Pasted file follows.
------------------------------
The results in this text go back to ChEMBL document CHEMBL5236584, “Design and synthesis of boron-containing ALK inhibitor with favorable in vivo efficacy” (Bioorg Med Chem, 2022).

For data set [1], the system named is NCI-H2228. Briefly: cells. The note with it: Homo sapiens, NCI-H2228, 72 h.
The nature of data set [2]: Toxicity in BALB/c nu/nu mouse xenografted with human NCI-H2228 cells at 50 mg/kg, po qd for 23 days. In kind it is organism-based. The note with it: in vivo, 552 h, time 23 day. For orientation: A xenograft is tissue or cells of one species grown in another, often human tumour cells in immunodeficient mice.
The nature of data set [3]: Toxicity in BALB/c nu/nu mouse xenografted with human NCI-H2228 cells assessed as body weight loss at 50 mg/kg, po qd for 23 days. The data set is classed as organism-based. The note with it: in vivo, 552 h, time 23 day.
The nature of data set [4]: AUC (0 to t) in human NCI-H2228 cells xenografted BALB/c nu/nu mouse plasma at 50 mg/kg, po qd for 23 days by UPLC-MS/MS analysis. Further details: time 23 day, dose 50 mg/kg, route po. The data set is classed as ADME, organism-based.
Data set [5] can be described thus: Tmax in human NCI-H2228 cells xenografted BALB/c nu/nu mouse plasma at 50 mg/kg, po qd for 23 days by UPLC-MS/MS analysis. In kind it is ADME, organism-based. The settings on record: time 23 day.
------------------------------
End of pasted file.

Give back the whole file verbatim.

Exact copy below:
The results in this text go back to ChEMBL document CHEMBL5236584, “Design and synthesis of boron-containing ALK inhibitor with favorable in vivo efficacy” (Bioorg Med Chem, 2022).

For data set [1], the system named is NCI-H2228. Briefly: cells. The note with it: Homo sapiens, NCI-H2228, 72 h.
The nature of data set [2]: Toxicity in BALB/c nu/nu mouse xenografted with human NCI-H2228 cells at 50 mg/kg, po qd for 23 days. In kind it is organism-based. The note with it: in vivo, 552 h, time 23 day. For orientation: A xenograft is tissue or cells of one species grown in another, often human tumour cells in immunodeficient mice.
The nature of data set [3]: Toxicity in BALB/c nu/nu mouse xenografted with human NCI-H2228 cells assessed as body weight loss at 50 mg/kg, po qd for 23 days. The data set is classed as organism-based. The note with it: in vivo, 552 h, time 23 day.
The nature of data set [4]: AUC (0 to t) in human NCI-H2228 cells xenografted BALB/c nu/nu mouse plasma at 50 mg/kg, po qd for 23 days by UPLC-MS/MS analysis. Further details: time 23 day, dose 50 mg/kg, route po. The data set is classed as ADME, organism-based.
Data set [5] can be described thus: Tmax in human NCI-H2228 cells xenografted BALB/c nu/nu mouse plasma at 50 mg/kg, po qd for 23 days by UPLC-MS/MS analysis. In kind it is ADME, organism-based. The settings on record: time 23 day.